Spaghetti in trees, the BBC’s historic April Fool’s Day to its viewers

Making a good part of a nation believe that spaghetti grow on trees like April Fools? Yes, it is possible. Or at least, she was. It succeeded in the UK BBCBritish public television, on April 1, 1957 with a service broadcast in a known broadcast of the broadcaster. The video contribution showed girls intent on harvesting spaghetti in Swisswith the conductor’s voice authoritatively explaining the “traditional agricultural practice”.

After the broadcast, the BBC was bombarded with phone calls from amazed spectators. Some even asked how could they get hold of a spaghetti plant. An incredulity due to the fact that the food was still unknown and considered something exotic. But also, of course, the fact that there were no means of verifying the news. To this day, it is still regarded as one of the best April Fool’s Day pranks ever made.

The April Fool’s idea of ​​spaghetti on trees

The inspiration for an April Fool’s joke that made people believe that spaghetti grew on trees was from charles de jaeger, an Austrian-born BBC cameraman with a wicked sense of humour. The idea came from him a phrase that the teachers used to say to the pupils in the schools of his hometown Vienna: “You guys are so silly that you would believe me if I told you that spaghetti grows on trees”.

Hence De Jaeger’s desire to turn this joke into a visual joke to be proposed as April Fools. For the cameraman it almost became an obsessionso much so that he proposed it to various BBC managers.

How the service was born

The opportunity to turn this bizarre idea into reality came in 1957, while working for Panorama, the BBC channel’s flagship programme, one of two available at the time (the other being ITV). It was a news broadcast hosted by the authoritative anchorman Richard Dimbleby with an audience that sometimes reached i 10 million viewers.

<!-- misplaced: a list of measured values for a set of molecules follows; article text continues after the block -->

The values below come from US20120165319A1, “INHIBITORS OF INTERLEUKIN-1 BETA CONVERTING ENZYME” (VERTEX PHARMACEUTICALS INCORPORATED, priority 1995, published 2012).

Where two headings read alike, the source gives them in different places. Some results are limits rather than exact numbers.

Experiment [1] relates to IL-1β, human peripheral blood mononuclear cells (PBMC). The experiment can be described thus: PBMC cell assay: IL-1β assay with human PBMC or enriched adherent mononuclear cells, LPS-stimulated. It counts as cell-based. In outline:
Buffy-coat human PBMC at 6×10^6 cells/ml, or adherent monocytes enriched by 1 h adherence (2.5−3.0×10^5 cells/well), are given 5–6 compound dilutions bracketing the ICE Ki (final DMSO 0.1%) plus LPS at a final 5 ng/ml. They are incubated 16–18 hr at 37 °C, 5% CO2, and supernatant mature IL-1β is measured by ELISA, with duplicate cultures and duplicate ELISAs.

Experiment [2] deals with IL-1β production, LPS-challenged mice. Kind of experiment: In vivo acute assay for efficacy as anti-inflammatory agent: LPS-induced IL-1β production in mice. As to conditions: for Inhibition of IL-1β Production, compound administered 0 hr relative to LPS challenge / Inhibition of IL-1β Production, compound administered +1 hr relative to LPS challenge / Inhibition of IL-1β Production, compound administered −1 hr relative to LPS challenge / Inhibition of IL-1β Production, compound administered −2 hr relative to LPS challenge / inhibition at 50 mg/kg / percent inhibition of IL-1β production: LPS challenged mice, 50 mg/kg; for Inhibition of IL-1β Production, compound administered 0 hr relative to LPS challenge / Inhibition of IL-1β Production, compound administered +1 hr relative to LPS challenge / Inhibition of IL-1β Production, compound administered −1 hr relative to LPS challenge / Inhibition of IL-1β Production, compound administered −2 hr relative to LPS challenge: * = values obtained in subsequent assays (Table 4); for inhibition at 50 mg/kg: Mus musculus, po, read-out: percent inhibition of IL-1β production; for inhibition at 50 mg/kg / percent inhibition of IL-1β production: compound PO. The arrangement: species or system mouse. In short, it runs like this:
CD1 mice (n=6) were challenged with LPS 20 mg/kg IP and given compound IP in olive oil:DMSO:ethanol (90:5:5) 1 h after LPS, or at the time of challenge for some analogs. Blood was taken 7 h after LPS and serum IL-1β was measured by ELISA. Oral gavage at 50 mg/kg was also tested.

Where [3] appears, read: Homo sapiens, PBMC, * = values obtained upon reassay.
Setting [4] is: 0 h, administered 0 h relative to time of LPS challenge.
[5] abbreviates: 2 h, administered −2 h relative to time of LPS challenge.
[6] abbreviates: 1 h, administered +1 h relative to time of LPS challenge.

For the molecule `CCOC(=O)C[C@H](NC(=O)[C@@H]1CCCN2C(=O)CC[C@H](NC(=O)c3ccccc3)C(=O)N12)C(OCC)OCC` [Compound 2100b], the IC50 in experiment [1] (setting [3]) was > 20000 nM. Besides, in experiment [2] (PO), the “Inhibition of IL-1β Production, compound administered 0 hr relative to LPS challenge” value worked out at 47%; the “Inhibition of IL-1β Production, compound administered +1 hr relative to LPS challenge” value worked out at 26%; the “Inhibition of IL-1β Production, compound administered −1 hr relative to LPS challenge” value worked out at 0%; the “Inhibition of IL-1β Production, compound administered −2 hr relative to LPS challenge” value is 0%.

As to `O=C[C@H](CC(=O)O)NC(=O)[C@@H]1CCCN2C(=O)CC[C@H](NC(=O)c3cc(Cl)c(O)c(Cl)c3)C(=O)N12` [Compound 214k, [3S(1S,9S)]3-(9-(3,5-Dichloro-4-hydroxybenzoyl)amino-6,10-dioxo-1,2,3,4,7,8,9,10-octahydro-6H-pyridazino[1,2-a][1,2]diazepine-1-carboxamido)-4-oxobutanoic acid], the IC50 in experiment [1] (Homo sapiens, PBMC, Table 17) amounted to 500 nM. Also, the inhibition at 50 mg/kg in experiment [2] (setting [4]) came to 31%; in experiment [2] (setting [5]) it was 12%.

In view of April 1 of that year, he shared the idea with the TV author David Wheeler who was thrilled. The two then proposed the project a Michael Peacockmanaging director of Panorama. De Jaeger managed to get the green light by focusing above all on the low costs of the service. Already having to travel to Swiss for another job, he explained that he could do both in that location. The budget for April Fools was sunny 100 pounds.

Aided by the Swiss tourist office, de Jaeger found the perfecthotel Castiglioneon the banks of the lake of Lugano rich in laurel trees. After finding a way to place spaghetti on the branches in a stable way, he hired some local girls to stage the fake harvest. In the final video, the actresses dressed in the typical local clothes can be seen picking up the pasta by climbing some ladders, place it in wicker baskets and then put it to dry in the sun.

The airing

Once back in London, de Jaeger and his accomplices extracted from the footage a service of about three minutes (visible above from YouTube). Very few knew about the project, even the channel management was unaware of it because it was feared a stop to the initiative. The images were supported by an explanation provided by the authoritative voice of the conductorwhich managed to make absurd passages of the text credible.

An example: “The last two weeks of March are an anxious time for spaghetti farmers. There is always the possibility that a late frost will spoil the flavor and make it difficult to sell the product at good prices on world markets, or even ruin the entire crop. But now these dangers have passed and the harvest continues.”.

It was broadcast at the close of the April 1st edition of Panorama. At the end of the program the conductor greeted the audience wishing everyone a good night “on this first day of April”, emphasizing these words a lot to make it clear that the service was not something to be taken seriously.

The reactions to the April Fools’ Day of spaghetti on trees

However, after it aired, the BBC got there hundreds of phone calls from viewers. Most were intrigued, some even asked how to get a spaghetti seedling. Continuing with the joke, the call center workers replied: “put a sprig of spaghetti in a tin of tomato sauce and hope for the best”.

Before the show closes, the BBC broadcast a statement revealing that it was an April Fool’s joke. Nonetheless, people’s calls continued for a long time. However, there was no shortage of criticism either. Some argued that the broadcaster had not complied with the trust agreement with viewers, others that he hadn’t followed one of the April 1st rules that pranks must not be carried on after 12.00. However, spaghetti growing on trees remains one of the most successful April Fools ever.

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